When six years ago that word had first fallen on Lady Valleys' ears, she had thought: “Oh! dear! Am I really Granny?” It had been a shock, had seemed the end of so much; but the matter-of-fact heroism of women, so much quicker to accept the inevitable than men, had soon come to her aid, and now, unlike her husband, she did not care a bit. For all that she answered nothing, partly because it was not necessary to speak in order to sustain a conversation with little Ann, and partly because she was deep in thought.

The man was injured! Hospitality, of course—especially since their own tenants had committed the outrage! Still, to welcome a man who had gone out of his way to come down here and stump the country against her own son, was rather a tall order. It might have been worse, no doubt. If; for instance, he had been some 'impossible' Nonconformist Radical! This Mr. Courtier was a free lance—rather a well-known man, an interesting creature. She must see that he felt 'at home' and comfortable. If he were pumped judiciously, no doubt one could find out about this woman. Moreover, the acceptance of their 'salt' would silence him politically if she knew anything of that type of man, who always had something in him of the Arab's creed. Her mind, that of a capable administrator, took in all the practical significance of this incident, which, although untoward, was not without its comic side to one disposed to find zest and humour in everything that did not absolutely run counter to her interests and philosophy.

The voice of little Ann broke in on her reflections.

“I'm going to Auntie Babs now.”

“Very well; give me a kiss first.”

Little Ann thrust up her face, so that its sudden little nose penetrated Lady Valleys' soft curving lips....

When early that same afternoon Courtier, leaning on a stick, passed from his room out on to the terrace, he was confronted by three sunlit peacocks marching slowly across a lawn towards a statue of Diana. With incredible dignity those birds moved, as if never in their lives had they been hurried. They seemed indeed to know that when they got there, there would be nothing for them to do but to come back again. Beyond them, through the tall trees, over some wooded foot-hills of the moorland and a promised land of pinkish fields, pasture, and orchards, the prospect stretched to the far sea. Heat clothed this view with a kind of opalescence, a fairy garment, transmuting all values, so that the four square walls and tall chimneys of the pottery-works a few miles down the valley seemed to Courtier like a vision of some old fortified Italian town. His sensations, finding himself in this galley, were peculiar. For his feeling towards Miltoun, whom he had twice met at Mrs. Noel's, was, in spite of disagreements, by no means unfriendly; while his feeling towards Miltoun's family was not yet in existence. Having lived from hand to mouth, and in many countries, since he left Westminster School, he had now practically no class feelings. An attitude of hostility to aristocracy because it was aristocracy, was as incomprehensible to him as an attitude of deference.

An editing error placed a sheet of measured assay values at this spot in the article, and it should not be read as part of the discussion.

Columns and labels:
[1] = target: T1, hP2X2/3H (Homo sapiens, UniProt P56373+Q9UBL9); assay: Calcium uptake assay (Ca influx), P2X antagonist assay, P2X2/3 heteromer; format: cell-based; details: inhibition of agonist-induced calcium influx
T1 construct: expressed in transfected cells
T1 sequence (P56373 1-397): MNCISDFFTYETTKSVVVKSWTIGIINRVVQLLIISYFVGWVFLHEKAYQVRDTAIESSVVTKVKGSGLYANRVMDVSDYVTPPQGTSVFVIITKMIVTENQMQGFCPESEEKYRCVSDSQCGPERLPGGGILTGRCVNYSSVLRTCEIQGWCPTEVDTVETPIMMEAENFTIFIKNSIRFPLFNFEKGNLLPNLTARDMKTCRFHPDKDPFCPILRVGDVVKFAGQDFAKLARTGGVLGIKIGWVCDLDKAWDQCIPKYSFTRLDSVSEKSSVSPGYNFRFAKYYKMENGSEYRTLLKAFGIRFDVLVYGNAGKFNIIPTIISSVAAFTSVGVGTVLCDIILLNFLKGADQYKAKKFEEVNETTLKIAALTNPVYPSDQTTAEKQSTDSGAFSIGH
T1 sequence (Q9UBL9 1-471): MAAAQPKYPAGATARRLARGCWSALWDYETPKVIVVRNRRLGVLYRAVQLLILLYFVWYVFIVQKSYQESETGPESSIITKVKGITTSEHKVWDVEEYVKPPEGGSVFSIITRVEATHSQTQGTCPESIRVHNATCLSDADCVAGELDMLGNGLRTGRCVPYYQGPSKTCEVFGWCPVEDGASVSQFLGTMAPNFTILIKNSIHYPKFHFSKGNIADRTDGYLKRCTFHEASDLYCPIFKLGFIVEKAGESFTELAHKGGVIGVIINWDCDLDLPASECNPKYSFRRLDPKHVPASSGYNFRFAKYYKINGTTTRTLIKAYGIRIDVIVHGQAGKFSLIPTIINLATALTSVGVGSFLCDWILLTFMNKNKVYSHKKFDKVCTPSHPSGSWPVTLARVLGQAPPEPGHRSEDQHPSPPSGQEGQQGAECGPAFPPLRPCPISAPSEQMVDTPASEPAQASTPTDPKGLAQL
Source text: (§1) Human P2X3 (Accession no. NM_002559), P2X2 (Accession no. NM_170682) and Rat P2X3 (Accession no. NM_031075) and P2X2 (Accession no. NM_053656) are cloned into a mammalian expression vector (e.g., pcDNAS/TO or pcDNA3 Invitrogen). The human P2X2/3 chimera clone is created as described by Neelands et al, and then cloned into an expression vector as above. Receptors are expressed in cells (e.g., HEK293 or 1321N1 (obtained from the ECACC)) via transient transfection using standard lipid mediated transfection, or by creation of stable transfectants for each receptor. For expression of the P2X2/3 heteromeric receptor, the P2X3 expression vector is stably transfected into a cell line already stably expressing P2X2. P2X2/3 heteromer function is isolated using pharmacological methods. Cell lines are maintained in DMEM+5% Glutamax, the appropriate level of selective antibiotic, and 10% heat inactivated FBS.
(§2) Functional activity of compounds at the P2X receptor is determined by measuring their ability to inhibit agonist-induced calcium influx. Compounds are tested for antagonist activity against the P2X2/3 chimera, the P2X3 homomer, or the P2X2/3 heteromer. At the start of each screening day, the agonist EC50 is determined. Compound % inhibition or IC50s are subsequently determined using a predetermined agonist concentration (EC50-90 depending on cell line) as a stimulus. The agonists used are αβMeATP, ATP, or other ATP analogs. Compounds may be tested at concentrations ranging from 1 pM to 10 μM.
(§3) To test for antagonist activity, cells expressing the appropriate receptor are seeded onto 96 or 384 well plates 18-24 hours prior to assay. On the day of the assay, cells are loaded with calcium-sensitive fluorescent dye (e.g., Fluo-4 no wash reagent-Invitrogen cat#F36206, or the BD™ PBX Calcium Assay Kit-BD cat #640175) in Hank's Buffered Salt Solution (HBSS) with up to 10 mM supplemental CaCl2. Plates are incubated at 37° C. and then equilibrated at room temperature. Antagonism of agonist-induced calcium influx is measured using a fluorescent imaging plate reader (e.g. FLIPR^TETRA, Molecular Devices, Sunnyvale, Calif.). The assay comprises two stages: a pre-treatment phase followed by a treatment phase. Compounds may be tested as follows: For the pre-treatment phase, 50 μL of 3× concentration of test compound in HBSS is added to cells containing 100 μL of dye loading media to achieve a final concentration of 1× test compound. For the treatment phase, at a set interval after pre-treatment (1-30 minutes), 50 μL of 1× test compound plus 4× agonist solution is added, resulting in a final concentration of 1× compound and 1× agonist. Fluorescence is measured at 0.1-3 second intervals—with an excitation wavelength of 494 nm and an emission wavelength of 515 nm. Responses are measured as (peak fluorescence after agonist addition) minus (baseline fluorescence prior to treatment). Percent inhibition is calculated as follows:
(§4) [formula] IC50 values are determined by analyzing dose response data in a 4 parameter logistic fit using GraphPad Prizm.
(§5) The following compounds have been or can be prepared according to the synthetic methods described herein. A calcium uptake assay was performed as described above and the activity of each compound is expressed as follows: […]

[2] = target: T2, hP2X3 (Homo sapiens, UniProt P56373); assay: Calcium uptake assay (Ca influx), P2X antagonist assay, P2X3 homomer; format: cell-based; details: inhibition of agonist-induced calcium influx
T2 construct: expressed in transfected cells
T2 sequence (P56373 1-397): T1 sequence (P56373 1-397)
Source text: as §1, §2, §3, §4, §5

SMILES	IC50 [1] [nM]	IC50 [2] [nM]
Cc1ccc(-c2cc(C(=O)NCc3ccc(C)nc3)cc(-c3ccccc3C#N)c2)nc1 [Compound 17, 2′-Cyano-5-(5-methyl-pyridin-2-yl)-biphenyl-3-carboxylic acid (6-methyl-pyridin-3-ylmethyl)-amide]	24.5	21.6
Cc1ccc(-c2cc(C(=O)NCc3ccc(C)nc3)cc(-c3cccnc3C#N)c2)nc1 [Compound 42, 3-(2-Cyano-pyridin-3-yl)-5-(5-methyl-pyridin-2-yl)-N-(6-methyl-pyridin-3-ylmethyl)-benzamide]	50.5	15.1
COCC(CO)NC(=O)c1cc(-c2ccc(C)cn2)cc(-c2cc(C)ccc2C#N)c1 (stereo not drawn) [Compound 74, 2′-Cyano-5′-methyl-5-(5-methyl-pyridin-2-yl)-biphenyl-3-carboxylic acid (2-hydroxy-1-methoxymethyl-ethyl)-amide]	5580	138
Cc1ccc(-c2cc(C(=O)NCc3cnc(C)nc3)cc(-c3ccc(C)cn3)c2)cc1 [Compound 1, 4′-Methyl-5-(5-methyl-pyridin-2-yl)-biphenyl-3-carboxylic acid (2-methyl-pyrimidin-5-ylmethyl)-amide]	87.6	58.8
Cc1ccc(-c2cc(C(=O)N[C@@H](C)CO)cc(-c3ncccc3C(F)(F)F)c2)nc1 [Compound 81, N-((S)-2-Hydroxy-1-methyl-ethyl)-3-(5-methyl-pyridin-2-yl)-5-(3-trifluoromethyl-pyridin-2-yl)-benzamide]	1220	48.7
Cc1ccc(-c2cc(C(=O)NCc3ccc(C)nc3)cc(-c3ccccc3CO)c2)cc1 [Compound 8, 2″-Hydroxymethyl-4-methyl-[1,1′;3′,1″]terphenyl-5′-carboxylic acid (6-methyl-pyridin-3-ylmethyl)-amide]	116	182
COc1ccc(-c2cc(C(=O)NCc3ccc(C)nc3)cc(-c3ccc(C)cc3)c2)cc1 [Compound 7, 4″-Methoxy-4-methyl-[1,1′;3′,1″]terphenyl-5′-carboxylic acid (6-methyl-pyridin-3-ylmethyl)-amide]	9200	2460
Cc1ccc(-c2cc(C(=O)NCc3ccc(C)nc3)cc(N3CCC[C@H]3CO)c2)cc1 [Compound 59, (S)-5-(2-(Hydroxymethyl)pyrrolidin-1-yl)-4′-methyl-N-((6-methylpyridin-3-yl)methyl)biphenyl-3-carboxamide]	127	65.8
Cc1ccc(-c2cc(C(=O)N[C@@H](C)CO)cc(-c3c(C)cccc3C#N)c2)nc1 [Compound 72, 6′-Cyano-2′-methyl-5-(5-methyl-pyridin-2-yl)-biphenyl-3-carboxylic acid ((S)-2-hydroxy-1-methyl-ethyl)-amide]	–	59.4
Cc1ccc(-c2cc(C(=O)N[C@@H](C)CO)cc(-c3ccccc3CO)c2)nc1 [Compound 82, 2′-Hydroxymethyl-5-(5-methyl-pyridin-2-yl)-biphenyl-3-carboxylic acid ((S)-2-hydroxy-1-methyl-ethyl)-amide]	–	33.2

His sensations habitually shaped themselves in accordance with those two permanent requirements of his nature, liking for adventure, and hatred of tyranny. The labourer who beat his wife, the shopman who sweated his 'hands,' the parson who consigned his parishioners to hell, the peer who rode roughshod—all were equally odious to him. He thought of people as individuals, and it was, as it were, by accident that he had conceived the class generalization which he had fired back at Miltoun from Mrs. Noel's window. Sanguine, accustomed to queer environments, and always catching at the moment as it flew, he had not to fight with the timidities and irritations of a nervous temperament. His cheery courtesy was only disturbed when he became conscious of some sentiment which appeared to him mean or cowardly. On such occasions, not perhaps infrequent, his face looked as if his heart were physically fuming, and since his shell of stoicism was never quite melted by this heat, a very peculiar expression was the result, a sort of calm, sardonic, desperate, jolly look.

His chief feeling, then, at the outrage which had laid him captive in the enemy's camp, was one of vague amusement, and curiosity. People round about spoke fairly well of this Caradoc family. There did not seem to be any lack of kindly feeling between them and their tenants; there was said to be no griping destitution, nor any particular ill-housing on their estate. And if the inhabitants were not encouraged to improve themselves, they were at all events maintained at a certain level, by steady and not ungenerous supervision. When a roof required thatching it was thatched; when a man became too old to work, he was not suffered to lapse into the Workhouse. In bad years for wool, or beasts, or crops, the farmers received a graduated remission of rent. The pottery-works were run on a liberal if autocratic basis. It was true that though Lord Valleys was said to be a staunch supporter of a 'back to the land' policy, no disposition was shown to encourage people to settle on these particular lands, no doubt from a feeling that such settlers would not do them so much justice as their present owner. Indeed so firmly did this conviction seemingly obtain, that Lord Valleys' agent was not unfrequently observed to be buying a little bit more.